MILWAUKEE — Four years after the housing bust, a FOX6 investigation found nearly 4,000 vacant homes still littering Milwaukee neighborhoods. The owners couldn’t pay the bills, so the banks foreclosed. But it’s what happened after some of those foreclosures that a judge recently called, “Unconscionable.”
It starts with what might seem like a simple question – When is a foreclosure really complete?
You might think that once a bank wins a foreclosure judgment against you in court, you no longer own the home. According to the City of Milwaukee, that’s not true.
FOX6’s investigation found banks — both big and small — winning foreclosure judgments, then changing their minds once they see the condition of the property. The bank “walks away,” leaving homeowners like James Matson holding the bag for code violations and taxes, and leaving empty shells to rot in Milwaukee neighborhoods.
Back in 2005 and 2006, Matson bought a half-dozen old houses in Milwaukee, fixed them up and rented them out. He’d hoped the income from those rental properties would sustain him into his golden years. Then, “the bottom fell out,” Matson said.
The economic downturn hit his tenants hard. They couldn’t pay their rent, so Matson couldn’t pay the mortgages. He had no choice but to the let banks foreclose.
“It was really a heart-rending decision. The way I was brought up, we live up to our obligations. I tried like hell to live up to my obligations and, you know, when you are dependent on other people, you can only do what you can do,” Matson said.
By the fall of 2009, two banks — Waterstone and Deutsche — had secured foreclosure judgments against five of Matson’s properties, and Matson turned in the keys.
“They were in good condition. They had furnaces. They had new plumbing. They had flooring. They had bathrooms. They were viable properties,” Matson said.
Three years later, some of the homes are still vacant. They’ve been stripped by thieves and trashed by squatters. In all that time, however, there’s still one thing that has not happened. Three of the houses have yet to be sold in a public auction.
“Apparently they can take their sweet time selling them and in the meantime, they can leave you on the hook for them, which is what’s happening to me,” Matson said.
Art Dahlberg, Commissioner of Neighborhood Services for the City of Milwaukee says that until a foreclosed home goes through a sheriff’s sale, the foreclosure process is not complete.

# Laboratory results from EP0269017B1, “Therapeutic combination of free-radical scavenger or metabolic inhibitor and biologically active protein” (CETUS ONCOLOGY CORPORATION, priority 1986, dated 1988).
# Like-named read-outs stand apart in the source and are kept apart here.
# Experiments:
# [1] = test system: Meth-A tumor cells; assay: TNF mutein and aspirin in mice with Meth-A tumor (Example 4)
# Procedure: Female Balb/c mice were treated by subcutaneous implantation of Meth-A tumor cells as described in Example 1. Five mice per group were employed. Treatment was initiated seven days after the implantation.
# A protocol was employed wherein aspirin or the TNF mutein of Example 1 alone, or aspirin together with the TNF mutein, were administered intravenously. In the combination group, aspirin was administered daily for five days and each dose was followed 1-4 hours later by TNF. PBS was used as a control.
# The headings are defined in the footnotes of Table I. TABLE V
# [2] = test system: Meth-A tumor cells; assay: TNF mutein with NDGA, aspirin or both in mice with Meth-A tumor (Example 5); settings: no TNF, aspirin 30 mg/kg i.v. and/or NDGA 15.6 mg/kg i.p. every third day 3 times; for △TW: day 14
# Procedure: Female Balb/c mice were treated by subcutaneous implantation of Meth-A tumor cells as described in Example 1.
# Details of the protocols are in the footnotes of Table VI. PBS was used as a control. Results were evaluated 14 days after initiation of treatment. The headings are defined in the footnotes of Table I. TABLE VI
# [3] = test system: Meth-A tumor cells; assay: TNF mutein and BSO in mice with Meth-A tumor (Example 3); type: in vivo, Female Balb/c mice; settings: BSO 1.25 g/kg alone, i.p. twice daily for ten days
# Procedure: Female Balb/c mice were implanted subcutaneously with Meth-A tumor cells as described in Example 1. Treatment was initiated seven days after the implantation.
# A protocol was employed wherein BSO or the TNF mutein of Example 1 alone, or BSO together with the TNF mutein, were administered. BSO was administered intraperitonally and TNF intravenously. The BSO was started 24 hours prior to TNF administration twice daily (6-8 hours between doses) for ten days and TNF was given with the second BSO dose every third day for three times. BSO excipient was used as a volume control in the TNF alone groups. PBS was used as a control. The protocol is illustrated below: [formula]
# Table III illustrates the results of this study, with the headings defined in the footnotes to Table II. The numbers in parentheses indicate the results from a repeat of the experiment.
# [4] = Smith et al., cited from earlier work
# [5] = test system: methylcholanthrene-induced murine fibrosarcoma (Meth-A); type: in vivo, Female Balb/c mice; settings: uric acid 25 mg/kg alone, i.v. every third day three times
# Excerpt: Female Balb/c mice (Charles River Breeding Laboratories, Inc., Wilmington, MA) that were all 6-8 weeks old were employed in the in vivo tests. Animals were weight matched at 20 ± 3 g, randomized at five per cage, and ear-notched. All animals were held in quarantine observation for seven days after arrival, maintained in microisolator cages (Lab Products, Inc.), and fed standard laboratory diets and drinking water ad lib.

“Until the name on the title has changed, the ownership still lies with the owner. Obviously, our largest concern is we want people to stay in the homes,” Dahlberg said.
Dahlberg is in charge of the city department that enforces nuisance and building code violations – a job made even more challenging by the dramatic increase in abandoned homes since the housing bust.
With help from the Wisconsin Center for Investigative Journalism, the FOX6 Investigators found 3,737 homes in Milwaukee that have gone into foreclosure since 2009 and are still sitting empty.
A map of those homes is like a blanket over the city.
In some neighborhoods, there are three or four boarded up houses on every block.
“It`s horrible. It`s sad. These houses are like a missing tooth in a mouth of teeth,“ Matson said.
“Everything is disintegrating and nobody wants to do anything to make it better,” Amy Marsh, a Milwaukee homeowner who lives in the same neighborhood as one of Matson’s abandoned properties said.
UWM economics professor Kundan Kishor says there are both economic and social problems that result from abandoned foreclosures. They are magnets for crime and a drain on nearby property values.
“It creates a domino effect and it creates a negative affect for almost everyone in the neighborhood,” Kishor said.
The question for Dahlberg and the City of Milwaukee, though, is how to ensure that those responsible for the property maintain it during and after the foreclosure process.
About a year after Deutsche Bank foreclosed on one of Matson’s houses at 2724 W. Auer Avenue, the city started sending nuisance violations to Matson. He tried to tell the city he didn’t own the house anymore.